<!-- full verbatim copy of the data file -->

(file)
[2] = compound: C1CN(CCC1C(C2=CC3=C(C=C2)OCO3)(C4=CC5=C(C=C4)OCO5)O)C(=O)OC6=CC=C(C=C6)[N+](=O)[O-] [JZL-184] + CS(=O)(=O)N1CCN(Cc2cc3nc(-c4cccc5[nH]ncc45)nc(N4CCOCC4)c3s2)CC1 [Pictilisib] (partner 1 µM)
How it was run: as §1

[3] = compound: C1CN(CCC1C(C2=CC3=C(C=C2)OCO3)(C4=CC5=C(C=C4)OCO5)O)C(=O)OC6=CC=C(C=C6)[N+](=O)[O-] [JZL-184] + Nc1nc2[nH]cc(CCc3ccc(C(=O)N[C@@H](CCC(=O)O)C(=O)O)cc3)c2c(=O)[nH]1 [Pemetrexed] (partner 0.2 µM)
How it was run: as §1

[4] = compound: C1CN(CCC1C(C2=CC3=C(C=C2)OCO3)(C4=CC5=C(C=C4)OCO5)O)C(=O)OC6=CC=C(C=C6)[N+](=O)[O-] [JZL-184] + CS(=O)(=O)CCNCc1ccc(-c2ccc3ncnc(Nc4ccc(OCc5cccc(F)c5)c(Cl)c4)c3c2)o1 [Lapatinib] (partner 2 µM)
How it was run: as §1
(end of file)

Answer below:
[2] = compound: C1CN(CCC1C(C2=CC3=C(C=C2)OCO3)(C4=CC5=C(C=C4)OCO5)O)C(=O)OC6=CC=C(C=C6)[N+](=O)[O-] [JZL-184] + CS(=O)(=O)N1CCN(Cc2cc3nc(-c4cccc5[nH]ncc45)nc(N4CCOCC4)c3s2)CC1 [Pictilisib] (partner 1 µM)
How it was run: as §1

[3] = compound: C1CN(CCC1C(C2=CC3=C(C=C2)OCO3)(C4=CC5=C(C=C4)OCO5)O)C(=O)OC6=CC=C(C=C6)[N+](=O)[O-] [JZL-184] + Nc1nc2[nH]cc(CCc3ccc(C(=O)N[C@@H](CCC(=O)O)C(=O)O)cc3)c2c(=O)[nH]1 [Pemetrexed] (partner 0.2 µM)
How it was run: as §1

[4] = compound: C1CN(CCC1C(C2=CC3=C(C=C2)OCO3)(C4=CC5=C(C=C4)OCO5)O)C(=O)OC6=CC=C(C=C6)[N+](=O)[O-] [JZL-184] + CS(=O)(=O)CCNCc1ccc(-c2ccc3ncnc(Nc4ccc(OCc5cccc(F)c5)c(Cl)c4)c3c2)o1 [Lapatinib] (partner 2 µM)
How it was run: as §1